Sweden has set itself the ambitious goal of handing over to the next generation “a society in which the major environmental problems in Sweden have been solved”. Significantly, this is to be achieved “without increasing environmental and health problems outside Sweden’s borders”. This so-called Generational Goal constitutes the overarching goal of current Swedish environmental policy.
Yet measuring the diverse environmental impacts of a country’s consumption, particularly beyond its borders, is extremely challenging. These impacts may be spread along a myriad of long, complex and very fluid global supply chains.
PRINCE was set up in response to a call from the Swedish Environmental Protection Agency (Naturvårdsverket) and the Swedish Agency for Water and Marine Management (Havs och vatten myndigheten) for a new monitoring framework, based on the latest modelling and statistical techniques, to facilitate follow-up of the Generational Goal. The framework was to cover a uniquely broad range of environmental pressures, including:
- Emissions of greenhouse gases and traditional air pollutants from fossil fuel burning, manufacturing processes, livestock production and land-use change
- Impacts of the consumption of natural resources such as water, land and wild fish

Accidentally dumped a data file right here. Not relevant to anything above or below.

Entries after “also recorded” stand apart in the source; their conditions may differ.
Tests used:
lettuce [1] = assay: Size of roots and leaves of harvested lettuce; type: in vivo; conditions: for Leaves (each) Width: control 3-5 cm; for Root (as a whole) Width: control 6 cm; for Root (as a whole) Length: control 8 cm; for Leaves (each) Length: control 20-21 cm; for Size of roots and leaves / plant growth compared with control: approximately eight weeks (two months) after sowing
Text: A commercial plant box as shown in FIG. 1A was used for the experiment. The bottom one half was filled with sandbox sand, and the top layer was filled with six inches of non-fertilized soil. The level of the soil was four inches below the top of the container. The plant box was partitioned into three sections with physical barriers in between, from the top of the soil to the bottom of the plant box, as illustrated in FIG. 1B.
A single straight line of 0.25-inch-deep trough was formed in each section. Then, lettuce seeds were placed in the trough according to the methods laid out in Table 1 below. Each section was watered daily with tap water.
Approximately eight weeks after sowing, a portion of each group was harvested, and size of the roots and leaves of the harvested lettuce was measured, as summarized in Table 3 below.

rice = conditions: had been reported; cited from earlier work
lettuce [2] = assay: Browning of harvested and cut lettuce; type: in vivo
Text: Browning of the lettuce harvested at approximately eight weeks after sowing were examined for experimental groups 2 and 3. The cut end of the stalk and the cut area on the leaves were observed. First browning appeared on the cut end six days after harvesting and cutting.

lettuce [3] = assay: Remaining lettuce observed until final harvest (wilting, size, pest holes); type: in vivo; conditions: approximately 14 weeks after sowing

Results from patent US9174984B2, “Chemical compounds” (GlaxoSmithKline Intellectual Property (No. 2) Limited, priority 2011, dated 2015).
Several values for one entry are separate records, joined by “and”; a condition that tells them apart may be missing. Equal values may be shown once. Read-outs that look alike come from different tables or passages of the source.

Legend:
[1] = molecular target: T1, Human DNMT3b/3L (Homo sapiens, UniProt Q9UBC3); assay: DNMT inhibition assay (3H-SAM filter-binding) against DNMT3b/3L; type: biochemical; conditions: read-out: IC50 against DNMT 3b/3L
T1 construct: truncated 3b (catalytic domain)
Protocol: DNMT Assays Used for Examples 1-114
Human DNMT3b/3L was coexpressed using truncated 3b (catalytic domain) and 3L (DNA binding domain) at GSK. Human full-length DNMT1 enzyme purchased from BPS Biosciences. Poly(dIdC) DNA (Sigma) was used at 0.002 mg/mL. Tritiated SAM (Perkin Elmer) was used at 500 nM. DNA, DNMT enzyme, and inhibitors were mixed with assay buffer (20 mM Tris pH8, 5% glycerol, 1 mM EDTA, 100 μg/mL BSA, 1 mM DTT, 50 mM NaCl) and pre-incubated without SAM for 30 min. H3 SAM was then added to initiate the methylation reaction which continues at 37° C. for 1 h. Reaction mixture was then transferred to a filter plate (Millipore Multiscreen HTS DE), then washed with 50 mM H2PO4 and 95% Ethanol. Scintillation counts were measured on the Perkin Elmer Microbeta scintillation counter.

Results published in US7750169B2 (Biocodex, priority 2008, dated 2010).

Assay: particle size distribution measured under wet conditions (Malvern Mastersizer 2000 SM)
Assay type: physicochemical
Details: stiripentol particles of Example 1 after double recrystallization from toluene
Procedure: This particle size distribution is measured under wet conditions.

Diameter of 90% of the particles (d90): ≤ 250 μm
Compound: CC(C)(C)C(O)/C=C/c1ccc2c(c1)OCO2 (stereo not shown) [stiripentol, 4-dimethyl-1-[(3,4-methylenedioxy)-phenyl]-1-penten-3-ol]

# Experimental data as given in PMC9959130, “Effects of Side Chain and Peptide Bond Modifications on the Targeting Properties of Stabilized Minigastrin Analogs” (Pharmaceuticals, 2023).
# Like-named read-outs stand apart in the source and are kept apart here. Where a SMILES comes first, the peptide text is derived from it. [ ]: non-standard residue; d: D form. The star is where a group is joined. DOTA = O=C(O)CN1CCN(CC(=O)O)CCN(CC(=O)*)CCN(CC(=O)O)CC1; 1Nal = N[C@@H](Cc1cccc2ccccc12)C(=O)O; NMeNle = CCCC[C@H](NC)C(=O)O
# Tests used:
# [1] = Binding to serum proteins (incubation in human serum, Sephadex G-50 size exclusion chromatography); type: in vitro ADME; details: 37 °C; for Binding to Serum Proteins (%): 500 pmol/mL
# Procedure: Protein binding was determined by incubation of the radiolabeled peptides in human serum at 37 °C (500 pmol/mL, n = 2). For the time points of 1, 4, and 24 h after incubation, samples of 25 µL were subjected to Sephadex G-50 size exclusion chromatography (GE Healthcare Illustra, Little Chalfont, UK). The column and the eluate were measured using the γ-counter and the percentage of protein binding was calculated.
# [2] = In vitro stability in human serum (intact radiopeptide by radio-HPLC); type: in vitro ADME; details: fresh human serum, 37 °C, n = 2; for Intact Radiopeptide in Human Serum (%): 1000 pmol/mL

- Exploratory indicators for use or emission of hazardous chemical substances.
The overall aim was to find ways to generate sets of indicators that provide a comprehensive snapshot of the combined environmental pressures linked to Swedish consumption – something never before available at the scale of a national economy.
The framework developed by PRINCE was unveiled in 2018. It uses a hybrid model linking environmentally extended multi-regional input-output (MRIO) data with Swedish national accounts, in order to estimate environmental pressures in all the countries along the multi-stage global supply chains feeding Swedish consumption, in such a way that they can be compared with Swedish environmental accounts. As well as allocating pressures to 44 countries and 5 “rest of” regions, the model also shows which “product groups” and which components of final demand (household spending, government spending, investments etc. – excluding exports) are responsible for what share of these pressures.
In addition to the central model, the PRINCE team carried out a number of studies exploring the potential for new indicators for environmental pressures never yet measured at a macro scale, or ways to refine existing indicators in order to improve their accuracy and policy relevance. These are written up in case studies.
The PRINCE consortium
Led by Statistics Sweden (SCB; the Swedish national statistical bureau), the consortium implementing PRINCE included statisticians, economists, engineers, physicists, biologists, mathematicians, social scientists and communication experts, who all currently work in applied environmental research in leading European institutes: SEI, Norwegian University of Science and Technology (NTNU), KTH Royal Institute of Technology, Chalmers University of Technology, Leiden University Institute of Environmental Sciences (CML), and Netherlands Organisation for Applied Scientific Research (TNO).
PRINCE was funded by the Swedish Environmental Protection Agency, under an EPA research grant (environmental research appropriation 1:5).